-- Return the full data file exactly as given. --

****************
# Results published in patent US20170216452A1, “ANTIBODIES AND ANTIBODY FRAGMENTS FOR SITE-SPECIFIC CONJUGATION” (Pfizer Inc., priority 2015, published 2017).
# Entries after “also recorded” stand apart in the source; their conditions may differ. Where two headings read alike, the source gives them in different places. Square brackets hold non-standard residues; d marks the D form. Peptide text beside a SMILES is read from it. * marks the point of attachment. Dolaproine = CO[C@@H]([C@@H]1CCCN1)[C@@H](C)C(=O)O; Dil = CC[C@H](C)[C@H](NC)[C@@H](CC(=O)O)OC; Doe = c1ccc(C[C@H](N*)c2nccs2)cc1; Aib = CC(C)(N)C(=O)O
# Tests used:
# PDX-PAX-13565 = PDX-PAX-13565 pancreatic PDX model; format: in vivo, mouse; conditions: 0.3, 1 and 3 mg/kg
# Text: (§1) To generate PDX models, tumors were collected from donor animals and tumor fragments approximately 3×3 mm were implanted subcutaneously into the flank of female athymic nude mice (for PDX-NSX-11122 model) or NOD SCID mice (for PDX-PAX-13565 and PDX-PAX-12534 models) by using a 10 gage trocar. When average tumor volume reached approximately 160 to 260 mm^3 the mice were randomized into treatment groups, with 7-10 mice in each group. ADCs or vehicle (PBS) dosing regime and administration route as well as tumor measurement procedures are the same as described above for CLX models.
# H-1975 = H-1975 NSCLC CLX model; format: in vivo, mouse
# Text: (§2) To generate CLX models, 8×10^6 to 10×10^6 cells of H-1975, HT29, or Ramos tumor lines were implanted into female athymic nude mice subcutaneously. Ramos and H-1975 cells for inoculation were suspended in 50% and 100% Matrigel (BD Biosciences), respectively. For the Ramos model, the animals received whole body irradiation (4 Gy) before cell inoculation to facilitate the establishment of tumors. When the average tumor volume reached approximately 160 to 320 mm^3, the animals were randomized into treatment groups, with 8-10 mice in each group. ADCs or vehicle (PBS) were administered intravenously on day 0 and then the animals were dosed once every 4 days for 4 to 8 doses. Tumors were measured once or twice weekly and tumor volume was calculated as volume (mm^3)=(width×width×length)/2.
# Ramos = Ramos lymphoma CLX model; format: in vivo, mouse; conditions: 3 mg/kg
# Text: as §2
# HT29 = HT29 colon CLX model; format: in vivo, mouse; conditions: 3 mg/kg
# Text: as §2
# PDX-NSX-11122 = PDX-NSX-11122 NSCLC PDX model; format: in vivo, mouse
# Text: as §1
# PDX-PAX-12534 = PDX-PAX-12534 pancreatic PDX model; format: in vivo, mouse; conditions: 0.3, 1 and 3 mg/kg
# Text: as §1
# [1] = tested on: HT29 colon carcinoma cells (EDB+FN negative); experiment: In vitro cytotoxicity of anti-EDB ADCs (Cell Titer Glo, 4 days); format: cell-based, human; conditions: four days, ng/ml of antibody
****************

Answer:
# Results published in patent US20170216452A1, “ANTIBODIES AND ANTIBODY FRAGMENTS FOR SITE-SPECIFIC CONJUGATION” (Pfizer Inc., priority 2015, published 2017).
# Entries after “also recorded” stand apart in the source; their conditions may differ. Where two headings read alike, the source gives them in different places. Square brackets hold non-standard residues; d marks the D form. Peptide text beside a SMILES is read from it. * marks the point of attachment. Dolaproine = CO[C@@H]([C@@H]1CCCN1)[C@@H](C)C(=O)O; Dil = CC[C@H](C)[C@H](NC)[C@@H](CC(=O)O)OC; Doe = c1ccc(C[C@H](N*)c2nccs2)cc1; Aib = CC(C)(N)C(=O)O
# Tests used:
# PDX-PAX-13565 = PDX-PAX-13565 pancreatic PDX model; format: in vivo, mouse; conditions: 0.3, 1 and 3 mg/kg
# Text: (§1) To generate PDX models, tumors were collected from donor animals and tumor fragments approximately 3×3 mm were implanted subcutaneously into the flank of female athymic nude mice (for PDX-NSX-11122 model) or NOD SCID mice (for PDX-PAX-13565 and PDX-PAX-12534 models) by using a 10 gage trocar. When average tumor volume reached approximately 160 to 260 mm^3 the mice were randomized into treatment groups, with 7-10 mice in each group. ADCs or vehicle (PBS) dosing regime and administration route as well as tumor measurement procedures are the same as described above for CLX models.
# H-1975 = H-1975 NSCLC CLX model; format: in vivo, mouse
# Text: (§2) To generate CLX models, 8×10^6 to 10×10^6 cells of H-1975, HT29, or Ramos tumor lines were implanted into female athymic nude mice subcutaneously. Ramos and H-1975 cells for inoculation were suspended in 50% and 100% Matrigel (BD Biosciences), respectively. For the Ramos model, the animals received whole body irradiation (4 Gy) before cell inoculation to facilitate the establishment of tumors. When the average tumor volume reached approximately 160 to 320 mm^3, the animals were randomized into treatment groups, with 8-10 mice in each group. ADCs or vehicle (PBS) were administered intravenously on day 0 and then the animals were dosed once every 4 days for 4 to 8 doses. Tumors were measured once or twice weekly and tumor volume was calculated as volume (mm^3)=(width×width×length)/2.
# Ramos = Ramos lymphoma CLX model; format: in vivo, mouse; conditions: 3 mg/kg
# Text: as §2
# HT29 = HT29 colon CLX model; format: in vivo, mouse; conditions: 3 mg/kg
# Text: as §2
# PDX-NSX-11122 = PDX-NSX-11122 NSCLC PDX model; format: in vivo, mouse
# Text: as §1
# PDX-PAX-12534 = PDX-PAX-12534 pancreatic PDX model; format: in vivo, mouse; conditions: 0.3, 1 and 3 mg/kg
# Text: as §1
# [1] = tested on: HT29 colon carcinoma cells (EDB+FN negative); experiment: In vitro cytotoxicity of anti-EDB ADCs (Cell Titer Glo, 4 days); format: cell-based, human; conditions: four days, ng/ml of antibody